Lamotrigine tablets or chewable tablets
What do lamotrigine tablets or chewable tablets do?
LAMOTRIGINE (Lamictal(R)) is effective in helping to control partial seizures (convulsions) in adults with epilepsy. Lamotrigine is also used in adults and children who have generalized (major) seizures (convulsions) due to a special condition named Lennox-Gastaut syndrome. Lamotrigine is usually prescribed with other medications that also help to control the convulsions, although sometimes lamotrigine may be used by itself.
What should my health care professional know before I take lamotrigine?
They need to know if you have any of these conditions:
• folate deficiency
• kidney disease
• liver disease
• an unusual or allergic reaction to lamotrigine, other medicines, foods, dyes, or preservatives
• pregnant or trying to get pregnant
How should I take this medicine?
• If you take regular Lamictal(R) tablets: Take lamotrigine tablets by mouth. Follow the directions on the prescription label. Swallow the tablets with a drink of water. Do not chew these tablets--they ave a bitter taste. If lamotrigine upsets your stomach, take it with food or milk. Take your doses at regular intervals. Do not take your medicine more often than directed.
• If you take Lamictal(R) Chewable Dispersible tablets: Take these lamotrigine tablets by mouth. These tablets may be swallowed whole, chewed, mixed in water, or in diluted fruit juice to aid swallowing. To mix the tablets in water or juice, add the tablets to a small amount of liquid (enough to cover the medication) in a glass or spoon. The tablets will dissolve in about 1 minute. Once dissolved, mix or swirl the liquid and take the entire solution immediately. It is important that you swallow all of the liquid used to prepare the dose, so that the full prescribed dose is given. Take your doses at regular intervals. Do not take your medicine more often than directed.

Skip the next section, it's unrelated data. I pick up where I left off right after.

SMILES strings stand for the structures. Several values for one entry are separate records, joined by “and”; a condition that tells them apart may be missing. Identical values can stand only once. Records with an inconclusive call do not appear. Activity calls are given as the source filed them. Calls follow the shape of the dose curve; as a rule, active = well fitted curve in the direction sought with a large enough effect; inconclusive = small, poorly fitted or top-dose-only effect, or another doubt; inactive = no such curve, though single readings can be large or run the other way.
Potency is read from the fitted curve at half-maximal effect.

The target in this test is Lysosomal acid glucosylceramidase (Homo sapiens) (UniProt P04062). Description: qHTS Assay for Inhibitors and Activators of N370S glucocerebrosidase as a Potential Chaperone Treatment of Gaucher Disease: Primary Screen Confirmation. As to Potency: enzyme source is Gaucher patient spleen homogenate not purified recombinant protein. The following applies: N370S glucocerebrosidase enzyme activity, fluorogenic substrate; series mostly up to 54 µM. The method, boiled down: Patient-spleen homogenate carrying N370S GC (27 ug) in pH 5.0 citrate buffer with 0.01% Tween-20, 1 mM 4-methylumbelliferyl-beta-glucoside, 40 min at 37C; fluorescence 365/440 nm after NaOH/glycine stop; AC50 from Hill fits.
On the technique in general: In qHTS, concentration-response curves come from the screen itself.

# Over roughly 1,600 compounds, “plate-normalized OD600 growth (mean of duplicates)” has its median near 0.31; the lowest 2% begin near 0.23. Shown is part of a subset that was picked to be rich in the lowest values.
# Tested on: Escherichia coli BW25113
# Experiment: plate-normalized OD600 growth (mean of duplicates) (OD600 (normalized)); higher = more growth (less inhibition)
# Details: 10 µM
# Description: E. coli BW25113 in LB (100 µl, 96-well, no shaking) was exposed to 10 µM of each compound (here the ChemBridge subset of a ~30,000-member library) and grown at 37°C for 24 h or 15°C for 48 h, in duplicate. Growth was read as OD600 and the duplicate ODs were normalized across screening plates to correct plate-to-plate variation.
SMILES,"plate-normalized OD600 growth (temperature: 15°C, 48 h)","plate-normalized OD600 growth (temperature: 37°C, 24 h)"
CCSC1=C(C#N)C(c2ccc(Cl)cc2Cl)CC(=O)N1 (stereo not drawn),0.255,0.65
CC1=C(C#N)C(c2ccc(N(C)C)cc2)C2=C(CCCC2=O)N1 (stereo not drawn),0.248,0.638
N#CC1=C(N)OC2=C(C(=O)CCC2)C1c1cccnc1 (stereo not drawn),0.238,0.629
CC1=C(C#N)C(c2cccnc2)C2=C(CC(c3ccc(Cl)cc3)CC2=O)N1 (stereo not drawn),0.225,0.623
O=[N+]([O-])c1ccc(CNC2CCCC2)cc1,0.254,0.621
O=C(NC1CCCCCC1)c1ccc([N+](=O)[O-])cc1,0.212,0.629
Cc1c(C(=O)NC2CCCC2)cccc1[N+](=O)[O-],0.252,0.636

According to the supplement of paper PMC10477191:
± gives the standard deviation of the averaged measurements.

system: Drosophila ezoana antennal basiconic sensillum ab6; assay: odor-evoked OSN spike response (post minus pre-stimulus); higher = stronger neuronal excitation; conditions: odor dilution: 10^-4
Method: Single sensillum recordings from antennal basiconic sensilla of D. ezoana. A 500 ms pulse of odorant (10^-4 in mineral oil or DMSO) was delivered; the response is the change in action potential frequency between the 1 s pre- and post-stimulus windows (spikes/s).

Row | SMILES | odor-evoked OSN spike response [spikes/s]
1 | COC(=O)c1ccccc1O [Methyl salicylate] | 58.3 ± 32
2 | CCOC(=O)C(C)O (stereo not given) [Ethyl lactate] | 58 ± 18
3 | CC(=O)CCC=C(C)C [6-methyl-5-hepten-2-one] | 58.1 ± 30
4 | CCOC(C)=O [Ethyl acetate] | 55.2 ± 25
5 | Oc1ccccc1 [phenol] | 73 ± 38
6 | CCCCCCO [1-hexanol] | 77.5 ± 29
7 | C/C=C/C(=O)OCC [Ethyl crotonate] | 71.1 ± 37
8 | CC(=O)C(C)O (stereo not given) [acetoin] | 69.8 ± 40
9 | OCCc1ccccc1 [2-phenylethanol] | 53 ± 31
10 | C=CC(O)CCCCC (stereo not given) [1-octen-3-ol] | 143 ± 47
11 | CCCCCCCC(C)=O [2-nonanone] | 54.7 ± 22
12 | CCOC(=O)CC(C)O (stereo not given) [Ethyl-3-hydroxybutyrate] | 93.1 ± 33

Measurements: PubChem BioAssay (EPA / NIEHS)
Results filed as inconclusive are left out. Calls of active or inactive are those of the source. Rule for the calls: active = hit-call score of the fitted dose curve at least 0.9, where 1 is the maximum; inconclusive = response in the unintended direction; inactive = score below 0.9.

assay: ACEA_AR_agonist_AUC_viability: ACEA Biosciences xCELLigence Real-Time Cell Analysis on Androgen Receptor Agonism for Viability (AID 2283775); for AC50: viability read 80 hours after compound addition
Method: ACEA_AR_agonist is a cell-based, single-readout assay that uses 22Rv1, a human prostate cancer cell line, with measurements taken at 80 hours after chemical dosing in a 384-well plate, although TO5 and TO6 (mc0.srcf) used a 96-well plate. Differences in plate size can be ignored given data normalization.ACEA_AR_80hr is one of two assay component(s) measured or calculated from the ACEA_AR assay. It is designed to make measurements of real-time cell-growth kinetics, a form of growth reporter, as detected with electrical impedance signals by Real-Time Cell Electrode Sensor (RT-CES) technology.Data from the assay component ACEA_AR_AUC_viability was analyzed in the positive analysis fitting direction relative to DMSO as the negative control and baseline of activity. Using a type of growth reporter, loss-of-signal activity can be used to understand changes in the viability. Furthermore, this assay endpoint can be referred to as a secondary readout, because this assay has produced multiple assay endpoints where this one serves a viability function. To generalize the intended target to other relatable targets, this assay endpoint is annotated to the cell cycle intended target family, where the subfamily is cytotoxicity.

Contact your pediatrician or health care professional regarding the use of this medication in children. Special care may be needed.
What if I miss a dose?
If you miss a dose, take it as soon as you can. If it is almost time for your next dose, take only that dose. Do not take double or extra doses.
What other medicines can interact with lamotrigine?
• acetaminophen (e.g., Tylenol(R))
• valproic acid
Tell your prescriber or health care professional about all other medicines you are taking, including non-prescription medicines, nutritional supplements, or herbal products. Also tell your prescriber or health care professional if you are a frequent user of drinks with caffeine or alcohol, if you smoke, or if you use illegal drugs. These may affect the way your medicine works. Check with your health care professional before stopping or starting any of your medicines.
What side effects may I notice from taking lamotrigine?
Most people who take lamotrigine tolerate it well. The most common side effects are dizziness, drowsiness, headache, blurred vision, nausea, and rash. Rashes are typically mild or moderate, but on rare occasions have been very severe and have required hospitalization. More serious rashes occur more often in children than adults taking lamotrigine. It is more common for these serious rashes to occur in the first 2 months of treatment. Skin rashes occuring at any time while on treatment should be reported to your prescriber immediately.
Side effects that you should report to your prescriber or health care professional immediately:
• painful sores in the mouth, eyes, or nose
• redness, blistering, peeling or loosening of the skin, including inside the mouth
• skin rash, itching
• swelling of the face, lips or tongue
• swollen lymph glands
Side effects you should report to your prescriber or health care professional as soon as possible:
• blurred, or double vision
• changes in seizure type or frequency
• depression, or mood changes
• difficulty walking or controlling muscle movements
• uncontrollable eye movements
• unusual weakness or tiredness
Side effects that usually do not require medical attention (report to your prescriber or health care professional if they continue or are bothersome):
• back pain, joint aches and pains
• diarrhea, or constipation
• difficulty sleeping
• dizziness, drowsiness
• dry mouth
• hot flashes
• loss of appetite
• menstrual disorder
• nausea, vomiting
• slurred speech
• stomach upset, indigestion
• stuffy, runny nose